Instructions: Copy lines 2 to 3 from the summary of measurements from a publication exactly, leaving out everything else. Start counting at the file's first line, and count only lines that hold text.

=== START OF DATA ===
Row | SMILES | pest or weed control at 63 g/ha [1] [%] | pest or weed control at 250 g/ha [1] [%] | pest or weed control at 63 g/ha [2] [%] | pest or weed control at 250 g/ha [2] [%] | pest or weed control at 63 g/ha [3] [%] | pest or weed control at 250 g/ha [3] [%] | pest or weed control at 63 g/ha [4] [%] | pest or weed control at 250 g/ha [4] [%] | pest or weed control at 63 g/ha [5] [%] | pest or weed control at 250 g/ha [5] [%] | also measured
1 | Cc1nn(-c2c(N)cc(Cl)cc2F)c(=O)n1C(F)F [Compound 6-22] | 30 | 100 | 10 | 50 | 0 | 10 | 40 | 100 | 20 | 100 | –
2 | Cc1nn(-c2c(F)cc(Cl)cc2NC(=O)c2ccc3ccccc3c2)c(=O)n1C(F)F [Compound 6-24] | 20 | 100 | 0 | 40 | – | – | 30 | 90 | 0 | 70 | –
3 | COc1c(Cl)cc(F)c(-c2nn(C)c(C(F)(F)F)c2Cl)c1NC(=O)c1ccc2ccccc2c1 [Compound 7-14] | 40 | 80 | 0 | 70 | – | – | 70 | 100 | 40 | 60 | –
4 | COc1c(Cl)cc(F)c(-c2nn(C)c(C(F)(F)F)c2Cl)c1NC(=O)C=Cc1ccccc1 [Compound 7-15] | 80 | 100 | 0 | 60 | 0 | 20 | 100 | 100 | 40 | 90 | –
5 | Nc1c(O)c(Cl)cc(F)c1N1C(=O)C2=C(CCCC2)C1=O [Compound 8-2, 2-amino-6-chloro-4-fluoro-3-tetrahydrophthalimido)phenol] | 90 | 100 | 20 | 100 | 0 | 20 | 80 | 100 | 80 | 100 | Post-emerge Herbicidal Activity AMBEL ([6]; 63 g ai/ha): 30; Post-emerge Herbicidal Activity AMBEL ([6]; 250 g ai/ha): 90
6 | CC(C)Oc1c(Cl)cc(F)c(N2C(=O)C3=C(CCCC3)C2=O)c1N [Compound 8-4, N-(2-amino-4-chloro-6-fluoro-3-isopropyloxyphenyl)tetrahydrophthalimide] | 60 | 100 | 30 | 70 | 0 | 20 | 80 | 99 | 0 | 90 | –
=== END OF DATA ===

1 | Cc1nn(-c2c(N)cc(Cl)cc2F)c(=O)n1C(F)F [Compound 6-22] | 30 | 100 | 10 | 50 | 0 | 10 | 40 | 100 | 20 | 100 | –
2 | Cc1nn(-c2c(F)cc(Cl)cc2NC(=O)c2ccc3ccccc3c2)c(=O)n1C(F)F [Compound 6-24] | 20 | 100 | 0 | 40 | – | – | 30 | 90 | 0 | 70 | –